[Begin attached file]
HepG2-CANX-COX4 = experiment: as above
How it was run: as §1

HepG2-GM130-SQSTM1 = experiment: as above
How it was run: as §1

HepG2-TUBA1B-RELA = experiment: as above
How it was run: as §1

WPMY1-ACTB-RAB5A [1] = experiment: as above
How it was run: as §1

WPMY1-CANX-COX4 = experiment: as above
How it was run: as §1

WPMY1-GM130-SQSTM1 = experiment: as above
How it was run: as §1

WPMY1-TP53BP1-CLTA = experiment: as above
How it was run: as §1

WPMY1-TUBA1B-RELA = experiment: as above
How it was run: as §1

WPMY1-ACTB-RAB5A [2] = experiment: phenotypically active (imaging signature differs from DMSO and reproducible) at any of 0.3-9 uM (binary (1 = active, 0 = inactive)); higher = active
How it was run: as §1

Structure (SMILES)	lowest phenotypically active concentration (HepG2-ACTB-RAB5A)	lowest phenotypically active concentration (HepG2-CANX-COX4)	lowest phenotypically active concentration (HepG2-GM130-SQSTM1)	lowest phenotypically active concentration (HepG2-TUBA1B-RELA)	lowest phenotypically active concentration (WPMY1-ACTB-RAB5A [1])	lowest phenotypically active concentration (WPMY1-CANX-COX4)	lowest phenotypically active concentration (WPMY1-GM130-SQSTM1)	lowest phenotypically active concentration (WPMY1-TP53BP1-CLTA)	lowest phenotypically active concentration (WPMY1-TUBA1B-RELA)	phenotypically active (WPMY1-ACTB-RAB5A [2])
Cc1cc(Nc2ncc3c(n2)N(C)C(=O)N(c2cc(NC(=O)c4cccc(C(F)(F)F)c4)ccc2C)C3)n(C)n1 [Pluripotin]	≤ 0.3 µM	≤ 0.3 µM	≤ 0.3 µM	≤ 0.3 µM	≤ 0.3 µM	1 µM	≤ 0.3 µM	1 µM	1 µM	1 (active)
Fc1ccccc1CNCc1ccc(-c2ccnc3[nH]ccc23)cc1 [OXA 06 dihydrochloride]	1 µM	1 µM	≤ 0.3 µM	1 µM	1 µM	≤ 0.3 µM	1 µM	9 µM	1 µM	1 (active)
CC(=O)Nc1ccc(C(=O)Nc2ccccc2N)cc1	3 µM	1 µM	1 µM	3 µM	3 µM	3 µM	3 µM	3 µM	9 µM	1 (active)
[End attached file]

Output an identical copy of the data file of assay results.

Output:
HepG2-CANX-COX4 = experiment: as above
How it was run: as §1

HepG2-GM130-SQSTM1 = experiment: as above
How it was run: as §1

HepG2-TUBA1B-RELA = experiment: as above
How it was run: as §1

WPMY1-ACTB-RAB5A [1] = experiment: as above
How it was run: as §1

WPMY1-CANX-COX4 = experiment: as above
How it was run: as §1

WPMY1-GM130-SQSTM1 = experiment: as above
How it was run: as §1

WPMY1-TP53BP1-CLTA = experiment: as above
How it was run: as §1

WPMY1-TUBA1B-RELA = experiment: as above
How it was run: as §1

WPMY1-ACTB-RAB5A [2] = experiment: phenotypically active (imaging signature differs from DMSO and reproducible) at any of 0.3-9 uM (binary (1 = active, 0 = inactive)); higher = active
How it was run: as §1

Structure (SMILES)	lowest phenotypically active concentration (HepG2-ACTB-RAB5A)	lowest phenotypically active concentration (HepG2-CANX-COX4)	lowest phenotypically active concentration (HepG2-GM130-SQSTM1)	lowest phenotypically active concentration (HepG2-TUBA1B-RELA)	lowest phenotypically active concentration (WPMY1-ACTB-RAB5A [1])	lowest phenotypically active concentration (WPMY1-CANX-COX4)	lowest phenotypically active concentration (WPMY1-GM130-SQSTM1)	lowest phenotypically active concentration (WPMY1-TP53BP1-CLTA)	lowest phenotypically active concentration (WPMY1-TUBA1B-RELA)	phenotypically active (WPMY1-ACTB-RAB5A [2])
Cc1cc(Nc2ncc3c(n2)N(C)C(=O)N(c2cc(NC(=O)c4cccc(C(F)(F)F)c4)ccc2C)C3)n(C)n1 [Pluripotin]	≤ 0.3 µM	≤ 0.3 µM	≤ 0.3 µM	≤ 0.3 µM	≤ 0.3 µM	1 µM	≤ 0.3 µM	1 µM	1 µM	1 (active)
Fc1ccccc1CNCc1ccc(-c2ccnc3[nH]ccc23)cc1 [OXA 06 dihydrochloride]	1 µM	1 µM	≤ 0.3 µM	1 µM	1 µM	≤ 0.3 µM	1 µM	9 µM	1 µM	1 (active)
CC(=O)Nc1ccc(C(=O)Nc2ccccc2N)cc1	3 µM	1 µM	1 µM	3 µM	3 µM	3 µM	3 µM	3 µM	9 µM	1 (active)